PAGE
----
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Meat: Strange, disturbing and grotesque sculptures of flesh and bone

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Russel Cameron creates surreal life-like sculptures of flesh and bone appendages.

Cameron’s sculptures of deformed limbs and freakish body parts look like they belong in a David Cronenberg movie or are perhaps some remnant meat blown off by an IED, or animal parts, trussed and ready for cooking. His artworks are almost obscene. They are disturbing, grotesque but at the same time compelling and strangely beautiful.

Cameron is a self-taught sculptor based in New York. According to a mission statement at the Macabre Gallery Russel’s main objective when creating a sculpture:

...is to give it life, feeling and a place among us, whether it be a classic bust or a deformed limb mounted on a sheet of wood the piece should speak and tell a story to the viewer.

A majority of Russel’s sculptures possess human characteristics such as skin texture and some form of anatomical structure, these traits all play an essential role in the creation of each piece.

Some artistic influences include Zdzislaw Beksinski, H.R. Giger, Francisco Goya and Hieronymus Bosch.

Russel believes everything on earth has it’s place and those who see beauty in what the masses find grotesque or disturbing have a gift worth exploring.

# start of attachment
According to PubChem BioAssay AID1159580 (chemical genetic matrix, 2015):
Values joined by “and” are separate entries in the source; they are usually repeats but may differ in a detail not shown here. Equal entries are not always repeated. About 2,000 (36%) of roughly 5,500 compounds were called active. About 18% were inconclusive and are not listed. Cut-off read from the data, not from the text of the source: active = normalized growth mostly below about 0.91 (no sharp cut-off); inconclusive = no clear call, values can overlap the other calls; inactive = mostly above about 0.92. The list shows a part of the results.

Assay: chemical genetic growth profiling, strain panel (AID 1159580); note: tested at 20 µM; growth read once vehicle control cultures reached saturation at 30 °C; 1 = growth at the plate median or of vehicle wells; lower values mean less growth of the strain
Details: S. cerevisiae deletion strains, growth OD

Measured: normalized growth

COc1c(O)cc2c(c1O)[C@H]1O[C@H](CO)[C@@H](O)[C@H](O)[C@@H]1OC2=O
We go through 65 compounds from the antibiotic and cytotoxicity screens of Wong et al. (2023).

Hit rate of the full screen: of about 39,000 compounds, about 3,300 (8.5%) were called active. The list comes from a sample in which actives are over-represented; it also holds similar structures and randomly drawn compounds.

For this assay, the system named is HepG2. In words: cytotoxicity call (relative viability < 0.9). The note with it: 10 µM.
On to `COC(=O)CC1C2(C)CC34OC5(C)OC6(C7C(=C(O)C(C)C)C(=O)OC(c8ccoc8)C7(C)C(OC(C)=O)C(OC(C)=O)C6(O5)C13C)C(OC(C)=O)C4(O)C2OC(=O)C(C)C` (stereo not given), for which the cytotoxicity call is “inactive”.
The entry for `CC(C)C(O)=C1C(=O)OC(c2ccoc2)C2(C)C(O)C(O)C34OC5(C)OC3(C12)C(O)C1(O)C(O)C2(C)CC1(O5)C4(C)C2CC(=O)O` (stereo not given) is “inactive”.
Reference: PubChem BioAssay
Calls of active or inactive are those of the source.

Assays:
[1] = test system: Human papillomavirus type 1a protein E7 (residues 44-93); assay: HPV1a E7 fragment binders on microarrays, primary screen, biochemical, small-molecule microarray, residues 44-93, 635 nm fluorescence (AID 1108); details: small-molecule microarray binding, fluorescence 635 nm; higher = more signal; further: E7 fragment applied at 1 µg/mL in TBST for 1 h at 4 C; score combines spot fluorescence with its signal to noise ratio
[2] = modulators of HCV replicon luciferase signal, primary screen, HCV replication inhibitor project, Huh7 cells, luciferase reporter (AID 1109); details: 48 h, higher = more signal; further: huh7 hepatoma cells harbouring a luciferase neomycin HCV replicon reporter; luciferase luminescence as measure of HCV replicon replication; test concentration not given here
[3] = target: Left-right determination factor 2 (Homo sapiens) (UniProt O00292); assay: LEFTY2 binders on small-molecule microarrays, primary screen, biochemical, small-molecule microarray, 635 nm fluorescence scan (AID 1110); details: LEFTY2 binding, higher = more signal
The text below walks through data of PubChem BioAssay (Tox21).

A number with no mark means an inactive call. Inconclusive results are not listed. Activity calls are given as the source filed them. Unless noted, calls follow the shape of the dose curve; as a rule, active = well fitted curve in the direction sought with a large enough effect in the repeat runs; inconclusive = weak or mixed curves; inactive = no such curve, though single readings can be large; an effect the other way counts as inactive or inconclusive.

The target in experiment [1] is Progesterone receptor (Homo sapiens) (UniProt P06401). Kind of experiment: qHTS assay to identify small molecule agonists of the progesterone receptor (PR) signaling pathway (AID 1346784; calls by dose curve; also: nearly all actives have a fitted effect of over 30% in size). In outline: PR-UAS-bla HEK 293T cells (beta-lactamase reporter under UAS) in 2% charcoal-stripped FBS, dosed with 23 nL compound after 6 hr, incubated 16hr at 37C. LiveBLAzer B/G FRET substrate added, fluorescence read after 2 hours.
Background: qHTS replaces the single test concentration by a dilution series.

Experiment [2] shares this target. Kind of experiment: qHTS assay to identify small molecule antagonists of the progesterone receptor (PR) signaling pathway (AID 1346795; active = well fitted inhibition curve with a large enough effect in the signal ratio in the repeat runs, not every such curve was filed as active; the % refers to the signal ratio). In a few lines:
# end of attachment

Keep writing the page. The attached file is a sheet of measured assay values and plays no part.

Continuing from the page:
Cameron has work exhibited by the beinArt Gallery in New York and his work is for sale. You can also follow him on Instagram and Facebook.
 
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Long live the new flesh, after the jump….
 

Posted by Paul Gallagher | Leave a comment
Dreamy sci-fi paintings show the world after an alien invasion


 
While science fiction is a rich genre for both film and literature, the visual art it inspires—most frequently relegated to the covers of bad paperbacks—is very often astoundingly corny, regardless of how good the book it’s interpreting might actually be. Really good sci-fi art is really hard to come by, another reason why Simon Stålenhag is so singular; his post-invasion landscapes are dreamy, intense, and mysterious—completely devoid of the heavy-handed cheese one normally associates with paintings of robots and/or aliens taking over the earth.